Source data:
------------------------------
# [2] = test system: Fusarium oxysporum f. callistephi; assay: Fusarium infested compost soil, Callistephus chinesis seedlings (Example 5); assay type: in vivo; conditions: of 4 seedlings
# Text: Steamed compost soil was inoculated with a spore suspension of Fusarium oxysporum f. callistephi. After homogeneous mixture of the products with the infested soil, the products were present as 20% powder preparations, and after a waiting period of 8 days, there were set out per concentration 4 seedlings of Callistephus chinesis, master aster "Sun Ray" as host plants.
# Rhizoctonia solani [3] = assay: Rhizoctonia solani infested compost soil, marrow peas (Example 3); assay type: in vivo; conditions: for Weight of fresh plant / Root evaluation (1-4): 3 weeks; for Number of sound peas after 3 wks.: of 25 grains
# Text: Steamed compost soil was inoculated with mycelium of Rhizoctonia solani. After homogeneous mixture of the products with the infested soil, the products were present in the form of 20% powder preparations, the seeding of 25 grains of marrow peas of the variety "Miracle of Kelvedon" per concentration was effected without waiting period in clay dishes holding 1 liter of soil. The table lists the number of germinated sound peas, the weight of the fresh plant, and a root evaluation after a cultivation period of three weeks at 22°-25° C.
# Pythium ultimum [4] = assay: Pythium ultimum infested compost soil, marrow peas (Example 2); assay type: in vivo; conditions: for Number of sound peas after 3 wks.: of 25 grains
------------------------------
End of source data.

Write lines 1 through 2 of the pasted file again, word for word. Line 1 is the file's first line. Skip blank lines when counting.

# [2] = test system: Fusarium oxysporum f. callistephi; assay: Fusarium infested compost soil, Callistephus chinesis seedlings (Example 5); assay type: in vivo; conditions: of 4 seedlings
# Text: Steamed compost soil was inoculated with a spore suspension of Fusarium oxysporum f. callistephi. After homogeneous mixture of the products with the infested soil, the products were present as 20% powder preparations, and after a waiting period of 8 days, there were set out per concentration 4 seedlings of Callistephus chinesis, master aster "Sun Ray" as host plants.